On The Bus #20 Being Committed

I am stuck sitting on my bus for what is starting to feel like forever or, at the very least, eternity inside the bowels of Port Authority behind a very long line of other buses trying to get through the Lincoln Tunnel.

I’m on the late bus tonight–the last bus from NYC to New Hope.  I stayed in the city to go to my company holiday party.  I am not great at parties in the best of times.   Situations where I don’t have total control unnerve me.   And tonight at our holiday party I felt melancholy for some reason.   Nothing sad happened.  Well…except that there were very few low-point Weight Watchers food items.  “I’ll have a seltzer and that little piece of lettuce under the barbecue chicken wings please.   And is anyone else eating this napkin?”  It’s very sad being skinny.   Oh, and also everyone in the room works in cable which doesn’t seem to be a rising industry.    Some days I feel like a cashier at Barnes and Noble three years ago.

But mostly I find I don’t like to be parties without my husband, Saul.   This is rather shocking since I spent much of my twenties and thirties in Alanon meetings being taught to not be codependent. (I don’t want to say that my family has a history of alcoholism but every time I’ve gone to a medium and asked to talk to a dead relative the first thing they inevitably say when they contact someone is “I smell alcohol.  Did any excessively drink?”)     I learned in Alanon to detach and not to ever depend on another person for my happiness.  It’s not that this was awful advice.   At the time, I tended to date vampires who sucked the joy out of me leaving only a dried husk where my soul used to be.

(The bus still isn’t moving.    Besides being hungry I am trapped inside a bus terminal that was bombed earlier in the week.  Note to Saul:  If I die on this bus and this is my last blog, please remember to play Storms by Fleetwood Mac at my funeral (the alternative version from the Tusk reissue) and make everyone sit quietly and listen to it and cry.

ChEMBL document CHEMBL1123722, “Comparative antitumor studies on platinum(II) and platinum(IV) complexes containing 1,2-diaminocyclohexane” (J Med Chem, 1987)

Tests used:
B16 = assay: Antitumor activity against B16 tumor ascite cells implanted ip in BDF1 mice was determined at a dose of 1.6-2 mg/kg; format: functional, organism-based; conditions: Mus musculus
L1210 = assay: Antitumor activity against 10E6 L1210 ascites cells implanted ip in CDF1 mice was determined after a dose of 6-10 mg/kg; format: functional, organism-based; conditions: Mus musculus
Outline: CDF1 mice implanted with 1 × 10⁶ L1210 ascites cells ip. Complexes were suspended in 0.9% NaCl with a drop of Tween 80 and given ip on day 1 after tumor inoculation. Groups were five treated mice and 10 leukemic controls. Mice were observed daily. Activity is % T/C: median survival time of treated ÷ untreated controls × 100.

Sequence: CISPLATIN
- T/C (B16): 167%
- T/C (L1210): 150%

So how did I, this fiercely independent guy, not only get married two years ago but buy a house last week?    (Mortgage I am finding is a much stronger bond than a wedding ring.)   Why do I crave getting home to my husband?  The reality of me arriving home hardly ever plays out like the fantasy in my head.  Usually when I am telling Saul about my day I have to remind him to look up from his phone and at least look like he is listening.    And then I often get irritated that he doesn’t have the perfect reaction to whatever story I happen to be telling him.     Then he will tell me something he is worried about that is usually some version of something he has worried about a million times before.   “No dear, I don’t think the cats will die from eating a piece of lint.”

Saul worries a lot.  He worries so much that I almost seem calm in comparison.    On the day we closed on the house he found a form letter in our new mailbox saying that our underground water table somewhere on our block was being routinely investigated as a result of a toxic spill from a factory literally sometime around 1900.  It was more of a required notice than anything to be alarmed by but it sent Saul reeling.  He quickly became convinced we had moved next to our area’s version of Three Mile Island or that Erin Brockovich would be knocking on our door before the end of the day.  Throughout our closing between signing large stacks of paper, Saul was on the phone with several environment agencies trying to get to the bottom of it.   I was becoming more and more stressed.   I wanted to tell him not to worry, but 9 years ago I told my mom not to worry about my sister’s headache and then my sister suddenly died.  That definitely felt like the universe saying, “Don’t get too cocky, buddy.  You don’t know anything.” Saul finally got reassured that our ground water was totally fine and we closed on our first house together.  (Still we are going to closely examine the first batch of tomatoes in our backyard to make certain they don’t have  three small eyeballs or two tiny arms.)